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Art. III.-The Life of Andrew Marvell, the celebrated Patriot;
with Extracts and Selections from his Prose and Poetical Works. By John Dove. 12mo. London: 1832.
ANDREW MARVELL was a native of Kingston-upon-Hull
, where he was born Nov. 15, 1620. His father, of the same name, was master of the grammar school, and lecturer of Trinity Church in that town. He is described by Fuller and Echard as • facetious,' so that his son's wit, it would appear, was hereditary. He is also said to have displayed considerable eloquence in the pulpit; and even to have excelled in that kind of oratory which would seem at first sight least allied to a mirthful temperament—we mean the pathetic. The conjunction, however, of wit and sensibility, has been found in a far greater number of instances than would at first sight be imagined, as we might easily prove by examples, if this were the place for it: nor would it be difficult to give the rationale of the fact. Both, at all events, are amongst the most general, though far from universal accompaniments of genius. The diligence of Mr Marvell's pulpit preparations has been celebrated by Fuller in his • Worthies,' with characteristic quaintness. He was a most excellent
preacher'says he, who never broached what he had new brew• ed, but preached what he had pre-studied some competent time • before, insomuch that he was wont to say, that he would cross • the common proverb, which called Saturday the working day 6 and Monday the holiday of preachers. The lessons of the pulpit he enforced by the persuasive eloquence of a devoted life. During the pestilential epidemic of 1637, we are told that he distinguished himself by an intrepid discharge of his pastoral functions.
Having given early indications of superior talents, young Andrew was sent, when not quite fifteen years of age, to Trinity College, Cambridge, where he was partly or wholly maintained by an exhibition from his native town. (He had not been long there, when, like Chilling worth, he was ensnared by the proselyting arts of the Jesuits, who, with subtilty equal to their zeal, commissioned their emissaries specially to aim at the conversion of such of the university youths as gave indications of signal ability. (It appears that he was inveigled from college to London. Having been tracked thither by his father, he was discovered after some months in a bookseller's shop, and restored to the university. During the two succeeding years he pursued his studies with diligence. About this period he lost his father under circumstances peculiarly affecting.
The death of this good man forms one of those little domestic tragediestnot infrequent in real life—to which imagination itself can scarcely add one touching incident, and which are as affecting as any that fiction can furnish. (It appears that on the other side the Humber lived a lady (an intimate friend of Marvell's father) who had an only and lovely daughters endeared to all who knew her, and so much the idol of her mother'that she could scarcely bear her to be out of her sight. On one occasion, however, she yielded to the importunity of Mr Marvell; and suffered her daughter to cross the water to Hull/to be present at the baptism of one of his children. The day after the ceremony, the young lady was to return. The weather was tempestuous, and on reaching the river's side, accompanied by Mr Marvell,-the boatmen endeavoured to dissuade her from crossing. But, afraid of alarming her mother by prolonging her absence, she persisted.), (Mr Marvelt added his importunities to the arguments of the boatmen, but in vain. Finding her inflexible, he told her that as she had incurred this peril to oblige him, he felt himself • bound in
honour and conscience' not to desert her; and, having prevailed on some boatmen to hazard the passage, they embarked together. As they were putting off, he flung his gold-headed cane on shore, and told the spectators that, in case he should never return, it was to be given his son, with the injunction to remember his father. The boat was upset, and both were lost.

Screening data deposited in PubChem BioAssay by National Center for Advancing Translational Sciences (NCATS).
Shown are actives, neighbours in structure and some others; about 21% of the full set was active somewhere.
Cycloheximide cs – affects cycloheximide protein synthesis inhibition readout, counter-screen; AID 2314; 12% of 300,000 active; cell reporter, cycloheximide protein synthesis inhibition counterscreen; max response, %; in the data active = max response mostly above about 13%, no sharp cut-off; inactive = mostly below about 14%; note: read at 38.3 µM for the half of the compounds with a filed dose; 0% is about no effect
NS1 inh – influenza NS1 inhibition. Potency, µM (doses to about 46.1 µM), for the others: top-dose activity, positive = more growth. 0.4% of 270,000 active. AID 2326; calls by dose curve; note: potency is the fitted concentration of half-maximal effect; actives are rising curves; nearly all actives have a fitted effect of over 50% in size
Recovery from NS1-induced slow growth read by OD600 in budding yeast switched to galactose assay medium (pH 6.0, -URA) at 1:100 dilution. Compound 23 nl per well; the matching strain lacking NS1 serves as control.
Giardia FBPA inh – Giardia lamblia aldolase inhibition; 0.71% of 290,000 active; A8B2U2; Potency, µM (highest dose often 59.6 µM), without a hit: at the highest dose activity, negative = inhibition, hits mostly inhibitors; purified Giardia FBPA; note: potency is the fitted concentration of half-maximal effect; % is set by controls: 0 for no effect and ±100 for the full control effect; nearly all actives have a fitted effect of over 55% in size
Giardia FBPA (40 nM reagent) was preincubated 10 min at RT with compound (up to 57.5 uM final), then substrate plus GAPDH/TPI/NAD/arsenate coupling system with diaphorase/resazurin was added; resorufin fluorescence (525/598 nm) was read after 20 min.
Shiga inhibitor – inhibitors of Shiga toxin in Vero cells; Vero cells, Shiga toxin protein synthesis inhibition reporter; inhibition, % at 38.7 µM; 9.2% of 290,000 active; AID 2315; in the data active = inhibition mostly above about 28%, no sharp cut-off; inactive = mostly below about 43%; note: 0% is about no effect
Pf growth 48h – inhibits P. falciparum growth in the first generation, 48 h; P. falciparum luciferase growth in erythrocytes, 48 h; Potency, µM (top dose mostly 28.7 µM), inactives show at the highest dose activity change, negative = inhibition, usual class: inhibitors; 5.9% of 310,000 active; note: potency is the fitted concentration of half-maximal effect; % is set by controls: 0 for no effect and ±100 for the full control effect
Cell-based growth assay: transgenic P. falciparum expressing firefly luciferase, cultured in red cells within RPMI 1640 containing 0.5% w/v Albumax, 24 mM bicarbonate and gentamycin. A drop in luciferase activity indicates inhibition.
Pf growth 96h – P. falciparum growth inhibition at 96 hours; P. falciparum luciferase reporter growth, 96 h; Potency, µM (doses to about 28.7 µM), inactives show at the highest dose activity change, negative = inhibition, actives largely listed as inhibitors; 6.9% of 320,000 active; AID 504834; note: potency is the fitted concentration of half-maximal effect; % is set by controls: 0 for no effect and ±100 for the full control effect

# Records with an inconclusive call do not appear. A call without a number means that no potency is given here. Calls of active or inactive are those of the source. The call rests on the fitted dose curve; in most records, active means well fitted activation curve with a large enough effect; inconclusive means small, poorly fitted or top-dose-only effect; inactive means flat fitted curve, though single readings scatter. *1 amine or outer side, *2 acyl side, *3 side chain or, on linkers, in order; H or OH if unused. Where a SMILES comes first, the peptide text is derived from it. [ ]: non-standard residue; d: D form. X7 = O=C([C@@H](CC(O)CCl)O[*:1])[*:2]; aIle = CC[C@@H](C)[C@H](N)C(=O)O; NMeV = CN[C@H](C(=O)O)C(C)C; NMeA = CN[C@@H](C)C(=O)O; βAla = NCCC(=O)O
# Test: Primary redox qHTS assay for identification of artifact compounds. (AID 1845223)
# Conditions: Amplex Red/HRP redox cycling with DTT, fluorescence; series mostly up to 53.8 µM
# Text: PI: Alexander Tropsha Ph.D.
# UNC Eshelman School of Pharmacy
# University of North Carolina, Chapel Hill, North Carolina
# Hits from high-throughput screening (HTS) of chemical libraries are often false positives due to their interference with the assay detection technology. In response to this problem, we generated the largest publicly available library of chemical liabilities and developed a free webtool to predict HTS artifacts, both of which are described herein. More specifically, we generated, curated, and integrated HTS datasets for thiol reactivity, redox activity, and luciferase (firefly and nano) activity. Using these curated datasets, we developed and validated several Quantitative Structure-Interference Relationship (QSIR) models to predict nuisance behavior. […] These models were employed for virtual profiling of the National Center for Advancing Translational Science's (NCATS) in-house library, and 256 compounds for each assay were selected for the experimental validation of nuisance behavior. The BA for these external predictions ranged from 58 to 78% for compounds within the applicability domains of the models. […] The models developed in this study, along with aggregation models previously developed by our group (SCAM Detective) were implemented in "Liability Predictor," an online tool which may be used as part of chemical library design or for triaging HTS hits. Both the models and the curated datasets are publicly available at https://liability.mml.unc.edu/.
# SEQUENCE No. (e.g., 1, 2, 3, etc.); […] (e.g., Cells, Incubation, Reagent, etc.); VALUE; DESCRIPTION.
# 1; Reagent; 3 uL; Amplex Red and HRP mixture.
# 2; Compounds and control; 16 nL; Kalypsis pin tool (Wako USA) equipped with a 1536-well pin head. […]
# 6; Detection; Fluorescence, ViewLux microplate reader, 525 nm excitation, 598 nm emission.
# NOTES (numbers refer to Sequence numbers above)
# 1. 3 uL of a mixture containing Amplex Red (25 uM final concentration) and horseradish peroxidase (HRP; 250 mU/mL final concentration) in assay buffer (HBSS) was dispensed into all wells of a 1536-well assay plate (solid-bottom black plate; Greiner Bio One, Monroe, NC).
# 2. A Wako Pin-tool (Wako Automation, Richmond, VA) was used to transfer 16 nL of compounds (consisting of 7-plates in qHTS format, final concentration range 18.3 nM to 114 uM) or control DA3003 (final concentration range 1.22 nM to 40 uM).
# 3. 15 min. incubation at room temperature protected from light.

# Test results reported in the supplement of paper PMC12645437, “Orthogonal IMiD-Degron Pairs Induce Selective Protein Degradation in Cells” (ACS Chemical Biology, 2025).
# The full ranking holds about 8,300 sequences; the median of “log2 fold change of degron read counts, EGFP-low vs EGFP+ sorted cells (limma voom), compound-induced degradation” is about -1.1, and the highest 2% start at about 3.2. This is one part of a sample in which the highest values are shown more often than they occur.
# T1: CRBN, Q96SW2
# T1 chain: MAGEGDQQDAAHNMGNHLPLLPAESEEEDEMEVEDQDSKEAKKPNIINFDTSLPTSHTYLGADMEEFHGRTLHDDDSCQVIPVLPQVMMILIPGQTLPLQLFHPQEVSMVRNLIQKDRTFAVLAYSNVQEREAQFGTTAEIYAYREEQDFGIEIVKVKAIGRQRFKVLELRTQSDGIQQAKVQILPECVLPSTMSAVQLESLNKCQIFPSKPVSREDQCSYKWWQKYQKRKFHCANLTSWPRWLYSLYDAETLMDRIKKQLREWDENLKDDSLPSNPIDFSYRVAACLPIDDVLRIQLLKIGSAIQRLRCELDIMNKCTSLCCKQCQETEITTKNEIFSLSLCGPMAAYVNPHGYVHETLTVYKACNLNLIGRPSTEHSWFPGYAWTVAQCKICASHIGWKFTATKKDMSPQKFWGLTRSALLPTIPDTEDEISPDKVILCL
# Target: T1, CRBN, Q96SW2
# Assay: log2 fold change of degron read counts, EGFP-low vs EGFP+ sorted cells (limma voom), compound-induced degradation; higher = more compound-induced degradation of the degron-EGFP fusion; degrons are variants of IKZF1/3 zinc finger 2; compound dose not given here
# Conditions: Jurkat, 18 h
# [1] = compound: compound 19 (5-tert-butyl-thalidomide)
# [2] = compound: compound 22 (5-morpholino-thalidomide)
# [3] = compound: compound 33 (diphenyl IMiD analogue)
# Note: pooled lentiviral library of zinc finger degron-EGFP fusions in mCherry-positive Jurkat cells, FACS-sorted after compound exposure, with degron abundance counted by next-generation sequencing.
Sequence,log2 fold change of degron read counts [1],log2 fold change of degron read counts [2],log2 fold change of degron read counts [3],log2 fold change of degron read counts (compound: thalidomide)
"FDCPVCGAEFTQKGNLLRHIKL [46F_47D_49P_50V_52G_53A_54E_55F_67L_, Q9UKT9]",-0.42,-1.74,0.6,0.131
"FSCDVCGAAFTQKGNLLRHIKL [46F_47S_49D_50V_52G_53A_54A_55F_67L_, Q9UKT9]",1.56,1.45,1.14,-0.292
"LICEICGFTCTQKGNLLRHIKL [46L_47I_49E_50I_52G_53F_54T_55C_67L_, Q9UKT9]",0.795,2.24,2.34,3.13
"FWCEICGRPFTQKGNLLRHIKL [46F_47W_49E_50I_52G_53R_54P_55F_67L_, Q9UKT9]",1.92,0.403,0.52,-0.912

As soon as the mother had a little recovered the shock, she sent for the young orphan, intimated her intention to provide for his education, and at her death left him all she possessed.
One of his biographers informs us that young Marvell took his degree of B. A. in the year 1638, and was admitted to a scholarship.* If so, he did not retain it very long. Though in no further danger from the Jesuits, he seems to have been beset by more formidable enemies in his own bosom. Either from too early becoming his own master, or from being betrayed into follies to which his lively temperament and social qualities readily exposed him, he became negligent of his studies; and having absented himself from certain . exercises,' and otherwise been guilty of sundry unacademic irregularities, he, with four others, was adjudged by the masters and seniors unworthy of receiving any * further benefit from the college,' unless they showed just cause to the contrary within three months. The required vindication does not appear to have been found, or at all events was never offered. The record of this transaction bears date September 24, 1641.
Cooke, in the life prefixed to Marvell's poems. 1726.
Soon after this, probably at the commencement of 1642, Marvell seems to have set out on his travels, in the course of which he visited a great part of Europe. At Rome he stayed a considerable time, where Milton was then residing, and where, in all probability, their lifelong friendship commenced. With an intrepidity, characteristic of both, it is said they openly argued against the superstitions of Rome within the precincts of the Vatican. It was here, also, that Marvell made the first essay of his satirical powers in a lampoon on Richard Flecknoe. It is now remembered only as having suggested the terrible satire of Dryden on the laureate Shadwell. At Paris he made another attempt at satire in Latin, of about the same order of merit. The subject of it was an Abbé named Lancelot Joseph de Maniban, who professed to interpret the characters and prognosticate the fortunes of strangers by an inspection of their handwriting.
After this we have no trace whatever of Marvell for some years; and his biographers have, as usual, endeavoured to supply the deficiency by conjecture-some of them so idly, that they have made him secretary to an embassy which had then no existence.
Mr Dove* says, that this lack of information respecting Marvell extends over eleven years—not quite, however, even on his own showing ; for the very next record he supplies, tells us at least how the first four years of this period were spent, and a considerable though indeterminate portion at the close of it. The